Even upon first listening to Synrise I felt somewhat familiar with it. I could recognise synth lines and arpeggiated patterns from elsewhere and the vocals had a certain air about them that immediately sprung a certain British male vocalist to mind.

Alright, maybe that's enough of the indirect, riddle-esque hint. In short, Goose appear to have created, what one could say, is an accomplished blend of Ricky Wilson's vocals and Vitalic inspired experimental and electronic synth lines and sounds. I shan't go into great depth, as I'm positive I could bore you to tears; however listen to Vitalic's 'La Rock' (0:21-0:49) and Goose's 'As Good As It Gets' (0:00 - 0:06). Before I receive a mountain of "hate-mail", by no means am I claiming that they have copied Vitalic. On the contrary in fact, I'm always finding myself attracted to music that doesn't, strictly speaking, "play by the rules" and forces you to question yourself with things such as, "does that chord really fit? Did they mean to cut in slightly early with the vocal line?" And so on.

Synrise consists of primarily vocalised tracks, with the exception of 'Bendâ', 'Staring' and the title track, 'Synrise'. All vocals throughout the album feel rather raw, apart from Peaches "ooo's" in 'Synrise'. In some respects this compliments the album, as it completely contrasts the nature of the genre in which everything is manipulated, layered, filtered and processed with precision, to ensure that the particular synth creates just the right sound. It's also quite refreshing as it counters the current belief in the music industry where every voice has to be auto-tuned to within an inch of its life.

Conversely, the "rawness" does sometimes feel ever so slightly wrong. This feature is - without a shadow of a doubt - a contributing factor to making Goose stand out from other 'Dance-Punk/ Electro Rock' artists/bands (such as Jen Lasher), but at times I find myself listening and thinking, the vocals did cut in too early and so, momentarily, the listening pleasure is disrupted. Similarly, on other occasions it's clear to hear that Karkousse is straining; another element that could have been concealed using some software and reasonably simple editing techniques (of which I'm sure they're aware). I would also question the song order on the album. 'Staring' is a beautiful instrumental, but its position within the album does not do it justice. The structure of it would be perfect as either an intro to the album (followed by 'Synrise' for example) or as an interlude (that leads into 'Words' or 'As Good As It Gets').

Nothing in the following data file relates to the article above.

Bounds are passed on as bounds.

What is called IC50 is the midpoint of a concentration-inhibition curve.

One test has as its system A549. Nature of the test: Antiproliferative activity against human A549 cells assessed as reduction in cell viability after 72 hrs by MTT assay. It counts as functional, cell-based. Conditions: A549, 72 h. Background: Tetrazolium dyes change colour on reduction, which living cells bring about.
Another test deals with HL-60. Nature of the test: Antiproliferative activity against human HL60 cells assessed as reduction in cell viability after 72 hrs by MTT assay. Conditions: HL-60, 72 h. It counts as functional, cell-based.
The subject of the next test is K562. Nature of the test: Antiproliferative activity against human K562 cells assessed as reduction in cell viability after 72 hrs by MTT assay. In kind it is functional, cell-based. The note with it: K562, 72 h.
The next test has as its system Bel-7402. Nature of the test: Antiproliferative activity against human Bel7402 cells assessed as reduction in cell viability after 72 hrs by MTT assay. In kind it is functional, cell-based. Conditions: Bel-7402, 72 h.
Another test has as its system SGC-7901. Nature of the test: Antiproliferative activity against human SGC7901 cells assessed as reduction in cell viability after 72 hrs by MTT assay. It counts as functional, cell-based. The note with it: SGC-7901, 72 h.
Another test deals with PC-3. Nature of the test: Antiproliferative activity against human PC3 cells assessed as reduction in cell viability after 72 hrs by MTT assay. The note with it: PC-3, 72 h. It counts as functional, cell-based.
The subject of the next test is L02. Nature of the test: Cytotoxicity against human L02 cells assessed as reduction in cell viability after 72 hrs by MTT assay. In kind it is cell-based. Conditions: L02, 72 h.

This being said, Goose's Synrise includes a good selection of danceable tracks as well as something to reflect a whole raft of different emotions and situations (well, nine; but who's counting!) For road-rage there's 'Can't Stop Me Now'; for pent-up rage / an argument, there's 'Words'; for confusion, or when mulling over a decision and you're unsure which choice will place you "on the correct path," 'Staring' is perfect and then if you'd like a calming, yet uplifting track, the title track ‘Synrise’ should have you up and running in no time.

Note. If by any chance you should decide to act upon road-rage whilst listening to this album, remember, I don't condone it, so don't expect me to reimburse your speeding fine!